This re-designed website marks the third iteration of our online presence, and in a way, mirrors the growth of GHI over the years.

In 2004, a small group of food scientists were disturbed by an emerging downside of market globalization: the destruction of large amounts of food due to differences in food safety regulations and laws that were not scientifically justified—food that, in reality, was safe and wholesome to consume. In a world in which nearly 1 billion people are malnourished or starving, reasoned the group, this was an unacceptable state of affairs. The group, including current board members Dr. Vishweshwaraiah Prakash (India), Mr. Larry Keener (USA), Dr. Sangsuk Oh (Korea) and the author of this note, Dr hc Huub Lelieveld (Netherlands), decided to form a working group to try to do something about it. Thus, the Global Harmonization Initiative was established with a mission to advocate for science-based food law and trade. Within six months, the grassroots organization of food scientists and regulatory experts drew up a charter and launched a .org website with a member registration database with the help of volunteers. Unfortunately, a few years later we lost both the domain name ending in .org and the membership database as a result of a misunderstanding between the working group and the host provider.

Despite this early setback, GHI continued to grow. In 2007 it was decided to register GHI as a nonprofit organization in Austria (in our judgment, the most neutral country in the world). A founding GHI Board member, Dr. Gerhard Schleining of the University of Natural Resources and Life Sciences (BOKU) in Vienna, provided valuable assistance in this regard. That year, GHI became “official,” with a constitutional framework ensuring that it operates as a not-for-profit, impartial association. GHI again was in need of an official website, and fortunately in 2009, Dr. Schleining introduced GHI to a highly reputable web developer who worked for (among many others) the authorities in Austria. This expert, Gunter Greil, sympathized with GHI’s endeavor and was willing to support the association by offering to rebuild and maintain the website at no cost. The second website, now boasting a .net domain, helped GHI re-establish its online presence and grow its membership database.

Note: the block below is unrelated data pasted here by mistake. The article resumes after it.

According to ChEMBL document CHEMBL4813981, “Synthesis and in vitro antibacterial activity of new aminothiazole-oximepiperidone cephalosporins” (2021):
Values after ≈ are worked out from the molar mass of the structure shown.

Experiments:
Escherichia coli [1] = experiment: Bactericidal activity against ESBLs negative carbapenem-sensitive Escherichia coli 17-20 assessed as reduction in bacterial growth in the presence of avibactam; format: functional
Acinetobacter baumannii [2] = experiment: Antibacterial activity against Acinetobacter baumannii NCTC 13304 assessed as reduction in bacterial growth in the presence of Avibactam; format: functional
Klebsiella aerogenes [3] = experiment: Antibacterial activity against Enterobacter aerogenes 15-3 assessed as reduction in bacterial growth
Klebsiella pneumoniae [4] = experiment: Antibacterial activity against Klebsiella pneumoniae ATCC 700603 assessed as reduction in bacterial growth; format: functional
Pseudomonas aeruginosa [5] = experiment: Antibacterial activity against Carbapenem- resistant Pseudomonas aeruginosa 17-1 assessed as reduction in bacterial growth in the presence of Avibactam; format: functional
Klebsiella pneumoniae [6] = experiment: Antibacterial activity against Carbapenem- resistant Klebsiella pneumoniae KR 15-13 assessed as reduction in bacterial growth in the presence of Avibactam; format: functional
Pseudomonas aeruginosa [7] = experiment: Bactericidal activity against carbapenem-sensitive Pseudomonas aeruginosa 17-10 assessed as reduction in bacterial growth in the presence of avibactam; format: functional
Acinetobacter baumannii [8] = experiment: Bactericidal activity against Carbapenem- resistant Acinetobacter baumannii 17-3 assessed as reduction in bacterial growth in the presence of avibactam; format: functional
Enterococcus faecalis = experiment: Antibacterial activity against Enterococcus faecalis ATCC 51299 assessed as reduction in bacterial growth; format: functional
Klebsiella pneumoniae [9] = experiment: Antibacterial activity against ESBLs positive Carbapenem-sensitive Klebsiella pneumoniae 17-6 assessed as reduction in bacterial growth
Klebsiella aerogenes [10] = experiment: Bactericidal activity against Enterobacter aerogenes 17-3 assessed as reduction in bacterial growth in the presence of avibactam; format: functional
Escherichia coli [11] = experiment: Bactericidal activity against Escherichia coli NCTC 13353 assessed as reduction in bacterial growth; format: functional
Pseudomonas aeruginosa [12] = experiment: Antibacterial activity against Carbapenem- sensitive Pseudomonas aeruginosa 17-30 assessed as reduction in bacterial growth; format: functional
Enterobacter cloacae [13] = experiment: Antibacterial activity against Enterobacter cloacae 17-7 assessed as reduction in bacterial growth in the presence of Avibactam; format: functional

As GHI’s structure and programs have expanded in the last seven years, so has our need for a website that can grow—and evolve—with us. GHI is tremendously grateful to our webmaster Gunter Greil for modernizing our website platform, greatly increasing its functionality and accessibility in a mobile-friendly format. We are also  extremely appreciative of the efforts of our longtime communications director and recently appointed executive director, Julie Larson Bricher, who created, wrote, edited and produced the web content for the entire site. Julie also has set up our social media accounts to coincide with the website relaunch, and we look forward to connecting with GHI members and the public through these new channels of communication.

I invite you to take a tour of the new website. I hope that our members and supporters are as pleased with it as I am. A passion for a food-secure world led us here, and with these new online tools, GHI hopes to better communicate that passion.   

*Note: We’d like to recognize the pioneering participants of the first GHI working group meeting. Much appreciation to: Michele Buchanan, Catherine Adams, Christine Boisrobert, Cindy Stewart, Edgar Murakami, Huub Lelieveld, James Yuan, Jerry Roberts, Kerry Toth Rost, Larry Keener, Lars Reimann, Martin Cole, Michele Buchanan, Ray Leenhouts, Richard Braem, Rosie Newsome, Sue Estes, and Tatiana Koutchma. Thank you all for your support over the years!